The families of three people killed in crashes last year filed lawsuits against Lindsay Transportation Systems, maker of the allegedly defective X-Lite guardrails that caused their deaths.
In each crash, the X-Lite guardrail separated rather than collapsing backward to absorb impact as it is designed to do, thus impaling the cars and killing the drivers and passenger. Crash victims Wilbert Byrd, Lauren Gambill, and Jacob Davison are three of at least seven in three states linked to the X-Lite guardrails.
Lindsay Transportation Systems asserts that the claims are “without merit” and that “X-Lite has successfully passed crash and safety tests in accordance with federal standards.” However, the Tennessee Department of Transportation found that in some high-speed crashes, the first section of rail can separate, allowing the next section to potentially spear a vehicle. The state sent a letter to federal regulators expressing concerns about the guardrails and is spending millions to remove all 1,800 of them from Tennessee roads.
In response to the Tennessee DOT’s concerns about the guardrails, the Federal Highway Administration (FWHA) and the U.S. Department of Transportation launched an initiative to raise awareness of the issues and promote safe roadside hardware. They are also offering reimbursements for states to replace the guardrails. The FWHA is in the process of collecting information and data from all 50 states and Puerto Rico on their use of these guardrails and accidents involving them.
Most X-Lite guardrails are in West Virginia, Massachusetts, Tennessee, Maryland, Texas, North Carolina, and Virginia, and 29 states have the device installed on state-owned roadways. Nine states, including Tennessee and Delaware, have banned, stopped buying, or started replacing them since the incidents.
This issue is nothing new. In 2015, guardrail maker Trinity Industries was ordered $663M in penalties after they were accused of producing a faulty product that also jammed and speared through vehicles.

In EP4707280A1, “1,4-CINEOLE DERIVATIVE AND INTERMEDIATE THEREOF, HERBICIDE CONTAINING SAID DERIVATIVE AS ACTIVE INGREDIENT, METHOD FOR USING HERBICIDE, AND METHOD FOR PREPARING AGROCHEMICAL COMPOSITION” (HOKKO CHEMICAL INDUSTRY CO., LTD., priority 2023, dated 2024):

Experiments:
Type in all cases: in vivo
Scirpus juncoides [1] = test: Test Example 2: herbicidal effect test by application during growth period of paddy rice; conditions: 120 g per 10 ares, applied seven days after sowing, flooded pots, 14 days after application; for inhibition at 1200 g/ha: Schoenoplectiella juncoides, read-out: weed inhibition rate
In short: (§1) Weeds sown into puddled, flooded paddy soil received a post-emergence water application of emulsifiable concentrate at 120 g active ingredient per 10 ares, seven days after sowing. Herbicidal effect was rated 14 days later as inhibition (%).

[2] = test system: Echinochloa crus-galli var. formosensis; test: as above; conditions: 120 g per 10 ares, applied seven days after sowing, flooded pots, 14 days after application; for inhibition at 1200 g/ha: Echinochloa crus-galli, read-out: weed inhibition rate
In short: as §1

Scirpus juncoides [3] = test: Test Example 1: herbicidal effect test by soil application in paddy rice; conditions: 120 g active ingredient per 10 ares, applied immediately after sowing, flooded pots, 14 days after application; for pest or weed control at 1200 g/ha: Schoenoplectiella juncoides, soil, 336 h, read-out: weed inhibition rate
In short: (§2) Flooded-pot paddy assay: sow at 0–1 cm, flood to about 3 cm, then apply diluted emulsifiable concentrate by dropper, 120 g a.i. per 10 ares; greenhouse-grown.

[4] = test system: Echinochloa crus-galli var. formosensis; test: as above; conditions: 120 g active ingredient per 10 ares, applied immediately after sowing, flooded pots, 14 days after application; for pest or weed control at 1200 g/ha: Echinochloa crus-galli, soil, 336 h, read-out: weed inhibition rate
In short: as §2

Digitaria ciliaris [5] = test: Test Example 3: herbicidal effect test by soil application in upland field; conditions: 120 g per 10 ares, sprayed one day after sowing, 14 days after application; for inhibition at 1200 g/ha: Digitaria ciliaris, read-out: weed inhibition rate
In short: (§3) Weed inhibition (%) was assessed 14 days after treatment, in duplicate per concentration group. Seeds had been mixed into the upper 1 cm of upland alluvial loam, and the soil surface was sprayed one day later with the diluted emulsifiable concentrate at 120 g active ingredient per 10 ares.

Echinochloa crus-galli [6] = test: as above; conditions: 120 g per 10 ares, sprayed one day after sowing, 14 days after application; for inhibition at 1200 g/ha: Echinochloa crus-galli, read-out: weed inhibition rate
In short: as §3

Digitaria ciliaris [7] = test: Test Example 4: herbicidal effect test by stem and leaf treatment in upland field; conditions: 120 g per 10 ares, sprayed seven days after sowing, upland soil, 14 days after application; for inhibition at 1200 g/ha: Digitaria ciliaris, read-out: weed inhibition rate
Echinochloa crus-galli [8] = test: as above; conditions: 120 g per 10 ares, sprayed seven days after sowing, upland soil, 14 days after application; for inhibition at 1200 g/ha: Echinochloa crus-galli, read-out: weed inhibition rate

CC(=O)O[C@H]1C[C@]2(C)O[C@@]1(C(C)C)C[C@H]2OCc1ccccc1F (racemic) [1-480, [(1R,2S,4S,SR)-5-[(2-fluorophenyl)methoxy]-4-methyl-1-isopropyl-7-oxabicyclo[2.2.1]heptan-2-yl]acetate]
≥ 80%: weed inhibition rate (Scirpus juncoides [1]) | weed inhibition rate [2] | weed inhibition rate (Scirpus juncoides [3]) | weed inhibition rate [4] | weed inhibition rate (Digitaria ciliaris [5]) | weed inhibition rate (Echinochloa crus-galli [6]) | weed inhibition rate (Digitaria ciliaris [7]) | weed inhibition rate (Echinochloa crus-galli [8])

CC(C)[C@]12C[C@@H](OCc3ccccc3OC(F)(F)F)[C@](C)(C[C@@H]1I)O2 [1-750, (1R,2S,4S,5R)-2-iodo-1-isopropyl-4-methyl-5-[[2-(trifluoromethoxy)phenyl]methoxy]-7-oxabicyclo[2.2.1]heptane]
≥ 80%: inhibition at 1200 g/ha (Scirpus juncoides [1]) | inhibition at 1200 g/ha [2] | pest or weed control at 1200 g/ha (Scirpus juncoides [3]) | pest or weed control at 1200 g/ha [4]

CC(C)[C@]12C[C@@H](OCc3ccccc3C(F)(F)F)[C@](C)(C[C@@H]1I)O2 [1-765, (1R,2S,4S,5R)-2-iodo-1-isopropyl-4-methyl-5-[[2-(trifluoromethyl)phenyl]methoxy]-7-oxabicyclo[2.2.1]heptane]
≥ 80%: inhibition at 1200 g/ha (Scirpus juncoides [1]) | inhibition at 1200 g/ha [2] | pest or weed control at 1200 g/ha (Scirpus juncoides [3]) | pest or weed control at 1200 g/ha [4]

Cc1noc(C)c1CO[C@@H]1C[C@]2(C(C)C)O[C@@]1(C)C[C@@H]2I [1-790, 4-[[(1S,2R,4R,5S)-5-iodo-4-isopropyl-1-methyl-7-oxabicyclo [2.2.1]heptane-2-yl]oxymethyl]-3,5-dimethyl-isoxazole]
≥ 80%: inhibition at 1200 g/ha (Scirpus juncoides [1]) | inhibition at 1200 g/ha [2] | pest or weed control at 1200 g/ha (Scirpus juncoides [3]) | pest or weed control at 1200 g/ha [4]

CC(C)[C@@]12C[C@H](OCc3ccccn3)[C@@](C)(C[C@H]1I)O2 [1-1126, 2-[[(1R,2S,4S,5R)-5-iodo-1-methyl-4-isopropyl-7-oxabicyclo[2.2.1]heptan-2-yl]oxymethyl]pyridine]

In 2008, Feldman Shepherd attorneys John M. Dodig and Jason A. Daria secured a $31M verdict for their client, Nicholas M. Anderson, after a defective guardrail penetrated the driver’s side door of his vehicle, severing his right leg. The lawsuit faulted Camden County for not complying with safety standards knowing the guardrail was dangerous and not repairing it.
Aviation attorney/licensed pilot G. Scott Vezina explains the history of Boeing’s 737 MAX and takes listeners “inside the cockpit” to understand why the plane crashed twice, killing hundreds of people, before aviation authorities worldwide grounded it.
Feldman Shepherd product liability attorneys Alan M. Feldman, Daniel J. Mann and Edward S. Goldis discuss why dresser tip-overs occur, how tip-overs can be prevented and the legal remedies available. They are joined by former Feldman Shepherd clients Crystal Ellis and Janet McGee who each lost a child to an IKEA dresser tip-over accident. Crystal…
Our website, like many others, uses small files called cookies to help us customize your experience.
You can adjust all of your cookie settings by navigating the tabs on the left hand side.
If you decline, your information won’t be tracked when you visit this website. A single cookie will be used in your browser to remember your preference not to be tracked.
Strictly Necessary Cookie should be enabled at all times so that we can save your preferences for cookie settings.
If you disable this cookie, we will not be able to save your preferences. This means that every time you visit this website you will need to enable or disable cookies again.